06 November 2017


by Andy Weddington
Monday, 06 November 2017

Some parents say it is toy guns that makes boys warlike. But give a boy a rubber duck and he will seize its neck like the butt of a pistol and shout 'Bang!' George Will

This morning I went for a haircut.

Walked into the barbershop and noted of the six chairs four idle. 

Two barbers busy.

In the small seating area was a boy of about four playing with LEGOs.

I said hello and he did likewise albeit shyly.

He had fashioned four our five of the rectangles into something not discernible to me. And was playing with it. 

He played and sang softly.

Then he, holding his LEGO invention with right hand, pointed at me and fired - while making a gun noise.

"You shot me?! Why?"

He giggled then put down his "gun" for coloring book pages and markers. 

One page was filled with the outline of a pumpkin. 

He approached and asked if I'd help him make a jack-o-lantern.


So handing me a couple of markers, orange and black, we drew in a hasty traditional face - orange features outlined in black. 

He smiled and took the artwork to show his father still sitting in a barber chair. 

Next in the other active chair, I saw the pair leave. The boy had his jack-o-lantern and, for being a good boy, a (barbershop) lollipop. 

He left his gun behind. 

While getting my hair cut I talked to the barber about snow and making soup with beer instead of chicken stock. 

But I was thinking about the boy who shot me. 

He's too young to have likely seen anything, much less understood it, of the shooting in a Texas church yesterday morning. 

Where does this sort of creative play come from?

Innate, surely.

He didn't need a rubber duck. 

Driving home my thoughts were of hope he matures into one of the good guys with guns. 

Thank God for them - good guys with guns. 

Otherwise bad guys with guns would kill a lot more good people.

Home, I had a bowl of soup. 

Snow a certainty but no flakes today. 


Never played with them.

But as a kid I remember fashioning crude guns out of sticks and all sorts of things - shooting other kids while we played in the woods. 

And we didn't just shout 'Bang!' but made machine gun sounds and yelled, "I got you! You're dead!"

There was always denial with counter of, "No, I got you!" 

No one was ever just wounded. 

At day's end everyone lived.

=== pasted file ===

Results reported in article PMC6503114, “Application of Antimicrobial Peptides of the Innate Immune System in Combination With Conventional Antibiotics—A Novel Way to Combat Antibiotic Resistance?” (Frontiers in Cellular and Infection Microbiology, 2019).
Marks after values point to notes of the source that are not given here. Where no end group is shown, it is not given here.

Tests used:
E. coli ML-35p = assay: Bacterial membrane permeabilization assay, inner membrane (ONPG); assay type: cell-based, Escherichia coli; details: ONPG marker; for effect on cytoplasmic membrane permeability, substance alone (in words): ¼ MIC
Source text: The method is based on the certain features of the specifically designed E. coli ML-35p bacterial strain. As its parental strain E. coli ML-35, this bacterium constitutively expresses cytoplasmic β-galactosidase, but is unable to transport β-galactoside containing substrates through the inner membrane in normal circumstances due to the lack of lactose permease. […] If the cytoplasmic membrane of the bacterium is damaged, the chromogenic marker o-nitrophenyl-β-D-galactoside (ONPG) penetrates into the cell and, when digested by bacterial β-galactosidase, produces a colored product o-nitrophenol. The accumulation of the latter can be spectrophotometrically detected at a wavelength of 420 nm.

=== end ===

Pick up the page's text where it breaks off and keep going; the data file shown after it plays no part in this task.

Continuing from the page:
The war to be continued tomorrow. 

It was fun. 

My Dad, an Air Force veteran, taught me, and my brothers and sister, respect for guns. 

I practiced those important lessons and that respect leading Marines.

Too Dad taught me how to mark and carve a real jack-o-lantern.

That required a sharp knife. Which I also respect. 

Mom taught me how to make soup. Though she used chicken stock and water not beer.

What a way to start the week. 

I was shot today. 

By a kid. 

Who had no idea what he was doing nor all his innocent non-chalant act of play would cause me to remember and contemplate. 

Thanks, kid! 

Had I been a little quicker on my feet I'd have suggested you join the NRA. 

Good thing for you it was me: A retired Marine - with fond memories being a kid playing with "guns" and a big kid entrusted with guns - blessed with a fair share of common sense. 

For had you even pointed your "gun," much less shot, at a liberal quack most likely you'd already be in therapy, your Dad in jail, and the barbershop ordered closed for fostering gun violence. 

So ...

My Monday, to great surprise, started with a sort of ambush and a 'Bang!'

And tonight, like Sunday night, I'll say a prayer for the innocents murdered in Texas whilst thanking (all) the good men with guns.

"Thank you, Dad and Mom." That, I cannot say too many times.   


James R Joy BGen USMC Retired said...

Andy, thanks. Sobering, those of us who have served in the military, hunted with our Dads and Granddads, learned to respect guns. Hopefully todays parents and grandparents are doing the same thing today! Respectfully and Semper Fi! Jim and Patty Joy

Tom Hickinbotham said...

If permissible, please convey my warmest greetings to BGen Joy, and a "Happy Birthday, Marine!!" to him. I served with Gen. Joy, and greatly respected/admired him for his leadership, humility, and compassion. Fond memories, to be sure!!